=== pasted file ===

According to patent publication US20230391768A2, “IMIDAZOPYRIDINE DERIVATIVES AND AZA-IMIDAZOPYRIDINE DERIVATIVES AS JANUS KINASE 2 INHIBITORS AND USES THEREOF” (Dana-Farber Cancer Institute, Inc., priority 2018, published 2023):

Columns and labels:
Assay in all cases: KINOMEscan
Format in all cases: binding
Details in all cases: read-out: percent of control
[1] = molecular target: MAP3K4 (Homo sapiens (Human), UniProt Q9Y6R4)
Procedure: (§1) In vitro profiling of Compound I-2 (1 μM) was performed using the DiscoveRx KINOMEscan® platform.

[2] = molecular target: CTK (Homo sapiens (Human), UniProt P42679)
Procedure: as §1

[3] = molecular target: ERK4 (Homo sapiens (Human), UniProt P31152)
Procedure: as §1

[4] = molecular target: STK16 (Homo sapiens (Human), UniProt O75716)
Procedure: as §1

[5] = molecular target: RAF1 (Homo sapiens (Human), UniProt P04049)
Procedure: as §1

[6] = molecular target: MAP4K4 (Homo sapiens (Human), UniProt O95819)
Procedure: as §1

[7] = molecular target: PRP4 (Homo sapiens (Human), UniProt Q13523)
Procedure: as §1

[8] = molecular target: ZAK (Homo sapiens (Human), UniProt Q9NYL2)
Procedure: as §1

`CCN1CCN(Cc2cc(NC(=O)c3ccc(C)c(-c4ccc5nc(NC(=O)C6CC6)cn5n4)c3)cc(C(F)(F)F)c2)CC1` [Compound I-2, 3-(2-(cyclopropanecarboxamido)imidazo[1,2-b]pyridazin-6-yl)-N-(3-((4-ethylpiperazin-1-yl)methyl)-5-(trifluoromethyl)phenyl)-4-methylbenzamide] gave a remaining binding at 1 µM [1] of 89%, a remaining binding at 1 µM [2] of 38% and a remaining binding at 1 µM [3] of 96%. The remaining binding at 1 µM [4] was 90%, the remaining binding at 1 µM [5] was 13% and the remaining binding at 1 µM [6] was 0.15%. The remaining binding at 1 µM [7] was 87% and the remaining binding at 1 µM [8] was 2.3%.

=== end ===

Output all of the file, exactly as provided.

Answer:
According to patent publication US20230391768A2, “IMIDAZOPYRIDINE DERIVATIVES AND AZA-IMIDAZOPYRIDINE DERIVATIVES AS JANUS KINASE 2 INHIBITORS AND USES THEREOF” (Dana-Farber Cancer Institute, Inc., priority 2018, published 2023):

Columns and labels:
Assay in all cases: KINOMEscan
Format in all cases: binding
Details in all cases: read-out: percent of control
[1] = molecular target: MAP3K4 (Homo sapiens (Human), UniProt Q9Y6R4)
Procedure: (§1) In vitro profiling of Compound I-2 (1 μM) was performed using the DiscoveRx KINOMEscan® platform.

[2] = molecular target: CTK (Homo sapiens (Human), UniProt P42679)
Procedure: as §1

[3] = molecular target: ERK4 (Homo sapiens (Human), UniProt P31152)
Procedure: as §1

[4] = molecular target: STK16 (Homo sapiens (Human), UniProt O75716)
Procedure: as §1

[5] = molecular target: RAF1 (Homo sapiens (Human), UniProt P04049)
Procedure: as §1

[6] = molecular target: MAP4K4 (Homo sapiens (Human), UniProt O95819)
Procedure: as §1

[7] = molecular target: PRP4 (Homo sapiens (Human), UniProt Q13523)
Procedure: as §1

[8] = molecular target: ZAK (Homo sapiens (Human), UniProt Q9NYL2)
Procedure: as §1

`CCN1CCN(Cc2cc(NC(=O)c3ccc(C)c(-c4ccc5nc(NC(=O)C6CC6)cn5n4)c3)cc(C(F)(F)F)c2)CC1` [Compound I-2, 3-(2-(cyclopropanecarboxamido)imidazo[1,2-b]pyridazin-6-yl)-N-(3-((4-ethylpiperazin-1-yl)methyl)-5-(trifluoromethyl)phenyl)-4-methylbenzamide] gave a remaining binding at 1 µM [1] of 89%, a remaining binding at 1 µM [2] of 38% and a remaining binding at 1 µM [3] of 96%. The remaining binding at 1 µM [4] was 90%, the remaining binding at 1 µM [5] was 13% and the remaining binding at 1 µM [6] was 0.15%. The remaining binding at 1 µM [7] was 87% and the remaining binding at 1 µM [8] was 2.3%.